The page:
STATEMENT OF ADMINISTRATION POLICY
|EXECUTIVE OFFICE OF THE PRESIDENT|
OFFICE OF MANAGEMENT AND BUDGET
WASHINGTON, D.C. 20503
(THIS STATEMENT HAS BEEN COORDINATED BY OMB
WITH THE CONCERNED AGENCIES.)
October 24, 2000
S. 2873 - Washington County, Utah, Land Transfer Act
While the Administration favors purchasing most of the land at issue in S.
2873, the Administration opposes the bill because it would provide vastly
preferential treatment to one landowner, require costly and unnecessary
litigation, create adverse precedent, and require a land purchase under
terms that are not in the public interest.
(Sen. Bennett (R) Utah)
S. 2873, as reported by the Committee on Energy and Natural Resources,
would compensate one land owner at a level that is unsupported by
appraisals and includes unjustified payments beyond the value of the land.
The bill would legislate the acquisition of additional land that is not in
the public interest and provide for acquisition of land that has been the
subject of litigation and has a possible cloud on the title. Moreover, the
bill would require the United States to take title immediately upon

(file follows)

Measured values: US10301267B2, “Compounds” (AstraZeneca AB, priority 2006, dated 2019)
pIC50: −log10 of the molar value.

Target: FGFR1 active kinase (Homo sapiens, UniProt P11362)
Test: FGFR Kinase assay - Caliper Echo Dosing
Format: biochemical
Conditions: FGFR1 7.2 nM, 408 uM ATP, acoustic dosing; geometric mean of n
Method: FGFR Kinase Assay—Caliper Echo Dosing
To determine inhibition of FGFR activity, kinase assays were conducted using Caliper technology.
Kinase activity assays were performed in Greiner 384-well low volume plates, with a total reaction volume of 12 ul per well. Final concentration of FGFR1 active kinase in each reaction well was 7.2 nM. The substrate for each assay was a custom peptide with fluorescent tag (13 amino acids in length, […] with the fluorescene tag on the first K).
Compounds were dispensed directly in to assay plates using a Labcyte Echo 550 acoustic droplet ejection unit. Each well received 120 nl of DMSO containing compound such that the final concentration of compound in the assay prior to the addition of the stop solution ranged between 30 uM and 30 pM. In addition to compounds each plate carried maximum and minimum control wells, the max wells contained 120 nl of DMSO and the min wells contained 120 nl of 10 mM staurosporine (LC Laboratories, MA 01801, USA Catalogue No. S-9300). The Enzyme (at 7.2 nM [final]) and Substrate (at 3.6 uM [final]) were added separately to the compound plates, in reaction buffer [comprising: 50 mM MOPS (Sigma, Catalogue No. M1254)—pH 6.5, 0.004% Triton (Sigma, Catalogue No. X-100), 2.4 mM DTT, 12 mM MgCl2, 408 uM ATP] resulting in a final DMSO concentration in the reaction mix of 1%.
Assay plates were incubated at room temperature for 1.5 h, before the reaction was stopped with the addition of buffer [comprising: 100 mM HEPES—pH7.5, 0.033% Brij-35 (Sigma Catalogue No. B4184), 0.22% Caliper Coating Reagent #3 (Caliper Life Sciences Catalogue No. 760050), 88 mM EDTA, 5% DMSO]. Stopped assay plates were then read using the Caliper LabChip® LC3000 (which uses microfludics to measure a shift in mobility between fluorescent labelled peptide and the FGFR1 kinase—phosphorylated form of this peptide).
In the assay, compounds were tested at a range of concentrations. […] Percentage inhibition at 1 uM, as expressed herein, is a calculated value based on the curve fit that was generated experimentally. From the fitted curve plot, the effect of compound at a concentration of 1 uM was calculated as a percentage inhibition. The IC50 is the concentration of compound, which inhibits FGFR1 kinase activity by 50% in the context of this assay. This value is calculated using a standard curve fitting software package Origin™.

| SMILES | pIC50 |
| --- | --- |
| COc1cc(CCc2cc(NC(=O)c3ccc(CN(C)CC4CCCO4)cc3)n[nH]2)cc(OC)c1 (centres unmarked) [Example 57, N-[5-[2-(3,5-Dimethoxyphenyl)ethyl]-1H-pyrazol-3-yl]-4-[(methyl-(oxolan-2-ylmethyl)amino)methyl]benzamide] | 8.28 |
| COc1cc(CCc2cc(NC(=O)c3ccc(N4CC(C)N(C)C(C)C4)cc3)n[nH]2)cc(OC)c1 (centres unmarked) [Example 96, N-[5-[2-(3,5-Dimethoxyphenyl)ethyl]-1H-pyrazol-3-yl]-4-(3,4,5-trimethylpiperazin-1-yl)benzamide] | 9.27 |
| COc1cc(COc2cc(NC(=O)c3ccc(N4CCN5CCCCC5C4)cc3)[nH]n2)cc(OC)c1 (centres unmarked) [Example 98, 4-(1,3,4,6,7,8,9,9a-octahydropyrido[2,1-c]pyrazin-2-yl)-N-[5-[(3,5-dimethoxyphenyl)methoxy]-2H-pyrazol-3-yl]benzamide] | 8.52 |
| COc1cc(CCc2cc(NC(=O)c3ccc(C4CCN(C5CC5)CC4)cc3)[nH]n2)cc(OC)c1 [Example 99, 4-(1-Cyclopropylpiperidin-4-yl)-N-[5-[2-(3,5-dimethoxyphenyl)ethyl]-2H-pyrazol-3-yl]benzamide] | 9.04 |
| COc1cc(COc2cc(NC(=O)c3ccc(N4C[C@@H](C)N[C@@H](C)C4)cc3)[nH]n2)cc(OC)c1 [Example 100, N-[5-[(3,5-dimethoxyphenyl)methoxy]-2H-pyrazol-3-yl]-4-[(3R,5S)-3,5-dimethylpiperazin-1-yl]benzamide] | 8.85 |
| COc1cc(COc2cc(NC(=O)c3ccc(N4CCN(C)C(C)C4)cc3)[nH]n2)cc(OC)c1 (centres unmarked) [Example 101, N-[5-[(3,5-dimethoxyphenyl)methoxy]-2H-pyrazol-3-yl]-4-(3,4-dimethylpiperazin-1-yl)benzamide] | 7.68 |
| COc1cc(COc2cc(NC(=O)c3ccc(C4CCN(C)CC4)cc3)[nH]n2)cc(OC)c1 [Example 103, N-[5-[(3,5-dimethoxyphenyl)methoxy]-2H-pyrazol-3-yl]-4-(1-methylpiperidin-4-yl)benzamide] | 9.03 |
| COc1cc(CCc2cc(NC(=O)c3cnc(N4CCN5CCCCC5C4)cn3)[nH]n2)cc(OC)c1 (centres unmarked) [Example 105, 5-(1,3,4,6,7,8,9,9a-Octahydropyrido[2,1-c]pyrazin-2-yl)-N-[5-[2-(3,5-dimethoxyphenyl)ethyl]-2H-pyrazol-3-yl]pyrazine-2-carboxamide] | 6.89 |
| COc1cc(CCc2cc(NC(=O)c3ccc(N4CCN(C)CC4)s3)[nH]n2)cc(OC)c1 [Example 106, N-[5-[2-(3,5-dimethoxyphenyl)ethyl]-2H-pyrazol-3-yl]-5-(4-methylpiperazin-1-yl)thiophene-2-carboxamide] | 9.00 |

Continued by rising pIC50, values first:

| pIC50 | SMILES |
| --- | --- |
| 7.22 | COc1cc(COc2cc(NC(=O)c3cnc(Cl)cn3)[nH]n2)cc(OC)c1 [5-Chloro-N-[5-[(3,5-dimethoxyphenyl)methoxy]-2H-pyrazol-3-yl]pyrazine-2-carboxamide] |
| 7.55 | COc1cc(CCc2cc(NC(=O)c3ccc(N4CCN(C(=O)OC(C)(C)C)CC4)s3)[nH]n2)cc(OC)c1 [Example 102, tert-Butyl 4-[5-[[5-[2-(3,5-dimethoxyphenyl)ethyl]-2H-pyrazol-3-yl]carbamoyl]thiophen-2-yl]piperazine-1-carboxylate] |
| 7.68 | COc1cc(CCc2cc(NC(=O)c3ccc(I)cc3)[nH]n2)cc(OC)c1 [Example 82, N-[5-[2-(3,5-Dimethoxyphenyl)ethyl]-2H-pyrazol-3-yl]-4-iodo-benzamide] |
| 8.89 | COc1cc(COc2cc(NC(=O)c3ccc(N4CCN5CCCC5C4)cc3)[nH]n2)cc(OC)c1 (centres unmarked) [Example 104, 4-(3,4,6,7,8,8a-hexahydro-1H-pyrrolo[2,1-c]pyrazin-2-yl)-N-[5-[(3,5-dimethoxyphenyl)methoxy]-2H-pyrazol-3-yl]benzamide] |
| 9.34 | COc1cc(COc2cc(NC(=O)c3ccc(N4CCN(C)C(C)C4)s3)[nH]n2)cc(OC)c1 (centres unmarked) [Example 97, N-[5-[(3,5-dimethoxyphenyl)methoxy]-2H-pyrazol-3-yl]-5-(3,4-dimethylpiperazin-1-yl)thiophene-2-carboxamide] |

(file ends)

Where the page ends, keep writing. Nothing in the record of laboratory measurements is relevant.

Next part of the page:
enactment, without providing an adequate time frame to ensure clear title
or remove encumbrances, and otherwise protect the interests of the United
States. Finally, the bill would circumvent the normal court considerations
of a property owner's claims.
S. 2873 would increase direct spending, therefore, it is subject to the
pay-as-you-go requirement of the Omnibus Budget Reconciliation Act of 1990.
The bill does not contain provisions to offset the increased direct
spending. Therefore, if the bill were enacted, its net budget cost could
contribute to a sequester of mandatory programs. OMB's preliminary scoring
estimate is that it would increase direct spending by about $35 million to
$80 million. Final scoring of this legislation may deviate from this
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